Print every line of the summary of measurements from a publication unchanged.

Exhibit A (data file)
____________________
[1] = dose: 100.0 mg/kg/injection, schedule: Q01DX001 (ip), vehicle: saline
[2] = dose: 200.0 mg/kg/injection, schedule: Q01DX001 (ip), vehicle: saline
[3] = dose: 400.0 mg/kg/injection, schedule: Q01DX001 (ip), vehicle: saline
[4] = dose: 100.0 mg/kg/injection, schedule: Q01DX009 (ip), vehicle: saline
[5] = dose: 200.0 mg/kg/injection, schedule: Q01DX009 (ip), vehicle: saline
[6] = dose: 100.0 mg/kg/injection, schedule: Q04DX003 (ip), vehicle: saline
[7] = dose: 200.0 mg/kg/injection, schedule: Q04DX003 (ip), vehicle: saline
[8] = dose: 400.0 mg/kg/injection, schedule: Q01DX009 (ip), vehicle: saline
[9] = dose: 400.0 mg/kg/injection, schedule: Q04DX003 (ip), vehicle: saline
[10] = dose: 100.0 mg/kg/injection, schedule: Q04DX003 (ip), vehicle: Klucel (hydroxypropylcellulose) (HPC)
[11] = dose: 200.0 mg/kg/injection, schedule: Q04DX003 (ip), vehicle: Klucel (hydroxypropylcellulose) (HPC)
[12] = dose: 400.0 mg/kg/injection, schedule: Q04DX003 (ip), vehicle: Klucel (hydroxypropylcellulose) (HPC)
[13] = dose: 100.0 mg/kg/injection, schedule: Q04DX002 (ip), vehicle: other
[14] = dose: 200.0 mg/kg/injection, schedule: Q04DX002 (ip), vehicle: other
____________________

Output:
[1] = dose: 100.0 mg/kg/injection, schedule: Q01DX001 (ip), vehicle: saline
[2] = dose: 200.0 mg/kg/injection, schedule: Q01DX001 (ip), vehicle: saline
[3] = dose: 400.0 mg/kg/injection, schedule: Q01DX001 (ip), vehicle: saline
[4] = dose: 100.0 mg/kg/injection, schedule: Q01DX009 (ip), vehicle: saline
[5] = dose: 200.0 mg/kg/injection, schedule: Q01DX009 (ip), vehicle: saline
[6] = dose: 100.0 mg/kg/injection, schedule: Q04DX003 (ip), vehicle: saline
[7] = dose: 200.0 mg/kg/injection, schedule: Q04DX003 (ip), vehicle: saline
[8] = dose: 400.0 mg/kg/injection, schedule: Q01DX009 (ip), vehicle: saline
[9] = dose: 400.0 mg/kg/injection, schedule: Q04DX003 (ip), vehicle: saline
[10] = dose: 100.0 mg/kg/injection, schedule: Q04DX003 (ip), vehicle: Klucel (hydroxypropylcellulose) (HPC)
[11] = dose: 200.0 mg/kg/injection, schedule: Q04DX003 (ip), vehicle: Klucel (hydroxypropylcellulose) (HPC)
[12] = dose: 400.0 mg/kg/injection, schedule: Q04DX003 (ip), vehicle: Klucel (hydroxypropylcellulose) (HPC)
[13] = dose: 100.0 mg/kg/injection, schedule: Q04DX002 (ip), vehicle: other
[14] = dose: 200.0 mg/kg/injection, schedule: Q04DX002 (ip), vehicle: other